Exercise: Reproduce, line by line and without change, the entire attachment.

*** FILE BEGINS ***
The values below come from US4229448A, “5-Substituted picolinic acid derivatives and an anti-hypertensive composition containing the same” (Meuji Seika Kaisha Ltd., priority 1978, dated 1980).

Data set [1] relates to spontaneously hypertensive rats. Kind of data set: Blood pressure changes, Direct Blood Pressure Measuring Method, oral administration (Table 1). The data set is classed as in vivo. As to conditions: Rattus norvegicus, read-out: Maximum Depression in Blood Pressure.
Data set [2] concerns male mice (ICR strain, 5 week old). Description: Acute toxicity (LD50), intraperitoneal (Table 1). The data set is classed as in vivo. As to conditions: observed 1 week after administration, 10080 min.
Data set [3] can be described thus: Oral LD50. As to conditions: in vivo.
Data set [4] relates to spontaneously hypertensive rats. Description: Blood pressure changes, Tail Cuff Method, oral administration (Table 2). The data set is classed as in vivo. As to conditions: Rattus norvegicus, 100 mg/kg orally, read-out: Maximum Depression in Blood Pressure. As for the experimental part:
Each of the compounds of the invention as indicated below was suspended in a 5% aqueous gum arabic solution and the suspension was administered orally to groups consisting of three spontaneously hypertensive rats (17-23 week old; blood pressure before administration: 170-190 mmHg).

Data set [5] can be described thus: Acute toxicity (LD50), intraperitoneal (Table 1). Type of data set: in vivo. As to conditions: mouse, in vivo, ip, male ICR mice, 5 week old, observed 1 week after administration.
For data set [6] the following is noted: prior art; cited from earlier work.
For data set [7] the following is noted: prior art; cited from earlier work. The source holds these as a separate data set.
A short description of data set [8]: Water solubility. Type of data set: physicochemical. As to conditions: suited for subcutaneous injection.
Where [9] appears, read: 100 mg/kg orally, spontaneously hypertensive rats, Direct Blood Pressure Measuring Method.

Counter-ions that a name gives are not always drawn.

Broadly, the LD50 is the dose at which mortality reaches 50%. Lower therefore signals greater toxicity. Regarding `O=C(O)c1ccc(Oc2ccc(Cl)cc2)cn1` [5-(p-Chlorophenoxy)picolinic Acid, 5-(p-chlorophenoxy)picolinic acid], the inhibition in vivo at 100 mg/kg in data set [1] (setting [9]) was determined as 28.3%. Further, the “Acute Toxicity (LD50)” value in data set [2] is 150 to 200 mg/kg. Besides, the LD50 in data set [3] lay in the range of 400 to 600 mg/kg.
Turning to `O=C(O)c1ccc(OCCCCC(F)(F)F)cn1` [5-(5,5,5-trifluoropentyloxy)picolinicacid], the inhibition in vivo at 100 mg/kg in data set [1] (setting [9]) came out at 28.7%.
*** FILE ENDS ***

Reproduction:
The values below come from US4229448A, “5-Substituted picolinic acid derivatives and an anti-hypertensive composition containing the same” (Meuji Seika Kaisha Ltd., priority 1978, dated 1980).

Data set [1] relates to spontaneously hypertensive rats. Kind of data set: Blood pressure changes, Direct Blood Pressure Measuring Method, oral administration (Table 1). The data set is classed as in vivo. As to conditions: Rattus norvegicus, read-out: Maximum Depression in Blood Pressure.
Data set [2] concerns male mice (ICR strain, 5 week old). Description: Acute toxicity (LD50), intraperitoneal (Table 1). The data set is classed as in vivo. As to conditions: observed 1 week after administration, 10080 min.
Data set [3] can be described thus: Oral LD50. As to conditions: in vivo.
Data set [4] relates to spontaneously hypertensive rats. Description: Blood pressure changes, Tail Cuff Method, oral administration (Table 2). The data set is classed as in vivo. As to conditions: Rattus norvegicus, 100 mg/kg orally, read-out: Maximum Depression in Blood Pressure. As for the experimental part:
Each of the compounds of the invention as indicated below was suspended in a 5% aqueous gum arabic solution and the suspension was administered orally to groups consisting of three spontaneously hypertensive rats (17-23 week old; blood pressure before administration: 170-190 mmHg).

Data set [5] can be described thus: Acute toxicity (LD50), intraperitoneal (Table 1). Type of data set: in vivo. As to conditions: mouse, in vivo, ip, male ICR mice, 5 week old, observed 1 week after administration.
For data set [6] the following is noted: prior art; cited from earlier work.
For data set [7] the following is noted: prior art; cited from earlier work. The source holds these as a separate data set.
A short description of data set [8]: Water solubility. Type of data set: physicochemical. As to conditions: suited for subcutaneous injection.
Where [9] appears, read: 100 mg/kg orally, spontaneously hypertensive rats, Direct Blood Pressure Measuring Method.

Counter-ions that a name gives are not always drawn.

Broadly, the LD50 is the dose at which mortality reaches 50%. Lower therefore signals greater toxicity. Regarding `O=C(O)c1ccc(Oc2ccc(Cl)cc2)cn1` [5-(p-Chlorophenoxy)picolinic Acid, 5-(p-chlorophenoxy)picolinic acid], the inhibition in vivo at 100 mg/kg in data set [1] (setting [9]) was determined as 28.3%. Further, the “Acute Toxicity (LD50)” value in data set [2] is 150 to 200 mg/kg. Besides, the LD50 in data set [3] lay in the range of 400 to 600 mg/kg.
Turning to `O=C(O)c1ccc(OCCCCC(F)(F)F)cn1` [5-(5,5,5-trifluoropentyloxy)picolinicacid], the inhibition in vivo at 100 mg/kg in data set [1] (setting [9]) came out at 28.7%.